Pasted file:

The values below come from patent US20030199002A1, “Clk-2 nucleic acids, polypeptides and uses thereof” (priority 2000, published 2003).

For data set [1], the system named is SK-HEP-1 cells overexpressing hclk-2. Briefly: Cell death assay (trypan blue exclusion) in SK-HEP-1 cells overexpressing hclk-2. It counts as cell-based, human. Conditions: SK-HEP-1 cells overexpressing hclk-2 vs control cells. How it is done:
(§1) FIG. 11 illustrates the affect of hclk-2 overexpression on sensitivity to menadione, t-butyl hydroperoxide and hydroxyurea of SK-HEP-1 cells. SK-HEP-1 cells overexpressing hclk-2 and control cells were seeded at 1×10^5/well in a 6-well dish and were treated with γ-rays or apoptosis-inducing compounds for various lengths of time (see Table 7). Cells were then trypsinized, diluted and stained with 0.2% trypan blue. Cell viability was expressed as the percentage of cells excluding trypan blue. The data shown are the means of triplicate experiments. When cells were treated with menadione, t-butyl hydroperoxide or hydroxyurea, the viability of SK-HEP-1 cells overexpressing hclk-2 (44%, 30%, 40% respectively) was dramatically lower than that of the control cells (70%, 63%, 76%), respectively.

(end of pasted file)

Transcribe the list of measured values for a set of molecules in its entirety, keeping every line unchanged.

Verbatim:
The values below come from patent US20030199002A1, “Clk-2 nucleic acids, polypeptides and uses thereof” (priority 2000, published 2003).

For data set [1], the system named is SK-HEP-1 cells overexpressing hclk-2. Briefly: Cell death assay (trypan blue exclusion) in SK-HEP-1 cells overexpressing hclk-2. It counts as cell-based, human. Conditions: SK-HEP-1 cells overexpressing hclk-2 vs control cells. How it is done:
(§1) FIG. 11 illustrates the affect of hclk-2 overexpression on sensitivity to menadione, t-butyl hydroperoxide and hydroxyurea of SK-HEP-1 cells. SK-HEP-1 cells overexpressing hclk-2 and control cells were seeded at 1×10^5/well in a 6-well dish and were treated with γ-rays or apoptosis-inducing compounds for various lengths of time (see Table 7). Cells were then trypsinized, diluted and stained with 0.2% trypan blue. Cell viability was expressed as the percentage of cells excluding trypan blue. The data shown are the means of triplicate experiments. When cells were treated with menadione, t-butyl hydroperoxide or hydroxyurea, the viability of SK-HEP-1 cells overexpressing hclk-2 (44%, 30%, 40% respectively) was dramatically lower than that of the control cells (70%, 63%, 76%), respectively.